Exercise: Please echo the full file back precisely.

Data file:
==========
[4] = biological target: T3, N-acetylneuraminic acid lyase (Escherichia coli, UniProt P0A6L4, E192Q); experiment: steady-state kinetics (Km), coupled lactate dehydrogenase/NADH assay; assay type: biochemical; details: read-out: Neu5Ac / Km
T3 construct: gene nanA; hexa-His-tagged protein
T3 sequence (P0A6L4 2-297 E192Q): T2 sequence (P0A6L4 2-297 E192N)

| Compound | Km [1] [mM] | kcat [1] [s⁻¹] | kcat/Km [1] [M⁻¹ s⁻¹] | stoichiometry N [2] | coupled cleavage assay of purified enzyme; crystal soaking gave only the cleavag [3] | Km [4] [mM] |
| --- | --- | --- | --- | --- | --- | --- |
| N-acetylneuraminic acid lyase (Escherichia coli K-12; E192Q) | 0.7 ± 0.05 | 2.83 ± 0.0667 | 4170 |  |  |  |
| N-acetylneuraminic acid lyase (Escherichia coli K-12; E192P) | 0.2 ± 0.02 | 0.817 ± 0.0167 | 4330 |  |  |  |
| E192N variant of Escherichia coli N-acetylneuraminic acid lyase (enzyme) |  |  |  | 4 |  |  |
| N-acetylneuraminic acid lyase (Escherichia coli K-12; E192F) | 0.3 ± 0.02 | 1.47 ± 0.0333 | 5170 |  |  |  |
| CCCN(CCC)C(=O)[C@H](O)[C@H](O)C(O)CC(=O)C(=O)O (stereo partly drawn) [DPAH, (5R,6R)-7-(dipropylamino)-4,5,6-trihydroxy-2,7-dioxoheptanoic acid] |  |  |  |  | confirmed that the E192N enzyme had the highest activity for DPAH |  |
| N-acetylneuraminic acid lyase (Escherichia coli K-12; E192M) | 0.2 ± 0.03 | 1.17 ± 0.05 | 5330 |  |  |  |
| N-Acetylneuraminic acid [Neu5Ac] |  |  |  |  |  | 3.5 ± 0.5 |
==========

[4] = biological target: T3, N-acetylneuraminic acid lyase (Escherichia coli, UniProt P0A6L4, E192Q); experiment: steady-state kinetics (Km), coupled lactate dehydrogenase/NADH assay; assay type: biochemical; details: read-out: Neu5Ac / Km
T3 construct: gene nanA; hexa-His-tagged protein
T3 sequence (P0A6L4 2-297 E192Q): T2 sequence (P0A6L4 2-297 E192N)

| Compound | Km [1] [mM] | kcat [1] [s⁻¹] | kcat/Km [1] [M⁻¹ s⁻¹] | stoichiometry N [2] | coupled cleavage assay of purified enzyme; crystal soaking gave only the cleavag [3] | Km [4] [mM] |
| --- | --- | --- | --- | --- | --- | --- |
| N-acetylneuraminic acid lyase (Escherichia coli K-12; E192Q) | 0.7 ± 0.05 | 2.83 ± 0.0667 | 4170 |  |  |  |
| N-acetylneuraminic acid lyase (Escherichia coli K-12; E192P) | 0.2 ± 0.02 | 0.817 ± 0.0167 | 4330 |  |  |  |
| E192N variant of Escherichia coli N-acetylneuraminic acid lyase (enzyme) |  |  |  | 4 |  |  |
| N-acetylneuraminic acid lyase (Escherichia coli K-12; E192F) | 0.3 ± 0.02 | 1.47 ± 0.0333 | 5170 |  |  |  |
| CCCN(CCC)C(=O)[C@H](O)[C@H](O)C(O)CC(=O)C(=O)O (stereo partly drawn) [DPAH, (5R,6R)-7-(dipropylamino)-4,5,6-trihydroxy-2,7-dioxoheptanoic acid] |  |  |  |  | confirmed that the E192N enzyme had the highest activity for DPAH |  |
| N-acetylneuraminic acid lyase (Escherichia coli K-12; E192M) | 0.2 ± 0.03 | 1.17 ± 0.05 | 5330 |  |  |  |
| N-Acetylneuraminic acid [Neu5Ac] |  |  |  |  |  | 3.5 ± 0.5 |